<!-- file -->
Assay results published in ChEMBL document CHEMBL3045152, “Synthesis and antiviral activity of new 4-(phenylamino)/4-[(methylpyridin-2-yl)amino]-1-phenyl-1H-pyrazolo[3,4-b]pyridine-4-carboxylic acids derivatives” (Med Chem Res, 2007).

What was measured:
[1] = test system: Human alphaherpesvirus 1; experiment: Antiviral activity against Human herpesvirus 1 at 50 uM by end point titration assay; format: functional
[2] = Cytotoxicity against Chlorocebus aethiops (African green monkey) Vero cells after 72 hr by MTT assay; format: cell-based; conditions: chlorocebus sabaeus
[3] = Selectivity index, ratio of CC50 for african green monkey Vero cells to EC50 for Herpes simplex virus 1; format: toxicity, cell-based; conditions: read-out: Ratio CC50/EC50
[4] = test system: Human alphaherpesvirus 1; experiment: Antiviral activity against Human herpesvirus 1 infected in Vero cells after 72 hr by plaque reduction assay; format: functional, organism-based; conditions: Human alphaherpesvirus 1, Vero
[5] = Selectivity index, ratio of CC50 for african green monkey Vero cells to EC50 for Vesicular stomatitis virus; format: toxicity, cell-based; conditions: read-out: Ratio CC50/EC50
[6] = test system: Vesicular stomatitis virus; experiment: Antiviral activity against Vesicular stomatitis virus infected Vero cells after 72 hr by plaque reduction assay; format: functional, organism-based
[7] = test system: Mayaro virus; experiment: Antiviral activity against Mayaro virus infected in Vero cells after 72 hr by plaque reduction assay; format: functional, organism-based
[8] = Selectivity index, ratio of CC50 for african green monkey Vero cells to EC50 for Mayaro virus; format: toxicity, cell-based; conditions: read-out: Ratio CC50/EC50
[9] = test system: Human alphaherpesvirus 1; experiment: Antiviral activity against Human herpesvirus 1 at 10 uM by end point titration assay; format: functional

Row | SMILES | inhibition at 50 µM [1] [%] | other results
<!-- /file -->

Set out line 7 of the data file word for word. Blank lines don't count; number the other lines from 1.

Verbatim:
[5] = Selectivity index, ratio of CC50 for african green monkey Vero cells to EC50 for Vesicular stomatitis virus; format: toxicity, cell-based; conditions: read-out: Ratio CC50/EC50